Last week, an IAS officer in Bihar flew into a rage when a villager interrupted his speech on building toilets and asked for an advance to build one in his house. District magistrate Kanwal Tanuj, possibly under the impression that the villager was dodging the proposal of building a toilet, angrily told him that he should sell his wife off if he can't build a toilet for her. He later tried to justify his insensitive comment by emphasising he was only worried about women's safety, and hence was insisting that everyone must build toilets in their homes.
After breaking the story, The Telegraph followed up on it by tracking down the man at the receiving end of the district magistrate's ire. In an ironic twist, it was revealed that the man is a widower and lost his wife 20 years ago.
The man identified himself as Saukina and said he is about '40 years old'. He told The Telegraph correspondent that he married his wife Parvati Devi when he was just 15 years old. Five years later, one day, Parvati complained of severe pain in her stomach. Before she could be taken to a hospital, she died.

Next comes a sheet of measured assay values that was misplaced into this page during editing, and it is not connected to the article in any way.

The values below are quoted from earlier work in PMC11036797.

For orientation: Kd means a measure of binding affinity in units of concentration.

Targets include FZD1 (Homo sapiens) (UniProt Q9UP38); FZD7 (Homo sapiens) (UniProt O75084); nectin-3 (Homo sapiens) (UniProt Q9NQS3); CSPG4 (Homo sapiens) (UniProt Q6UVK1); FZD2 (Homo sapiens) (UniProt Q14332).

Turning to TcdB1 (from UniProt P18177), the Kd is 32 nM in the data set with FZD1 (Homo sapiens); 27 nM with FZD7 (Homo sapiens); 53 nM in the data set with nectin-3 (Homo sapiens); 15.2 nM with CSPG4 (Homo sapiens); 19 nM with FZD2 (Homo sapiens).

However, this article lays bare the primary problem with Tanuj's misguided anger and the loopholes in government policies. Saukina is pictured in front of a tenement which is barely even a room. The report identifies it as his hut -- and it is basically held together with bamboos, plastic, gunny bags and some bricks. The man told TT that he earned a living by manual scavenging and lived in the hut with his old mother.
It can be assumed -- at least from the looks of his home -- that he was not trying to mislead the DM when he said that he didn't have money to build the toilet. If a man has Rs 12,000 at his disposal, he'd probably try to first build a roof above his head more stable than the one pictured in the report.
Read the full Telegraph report here.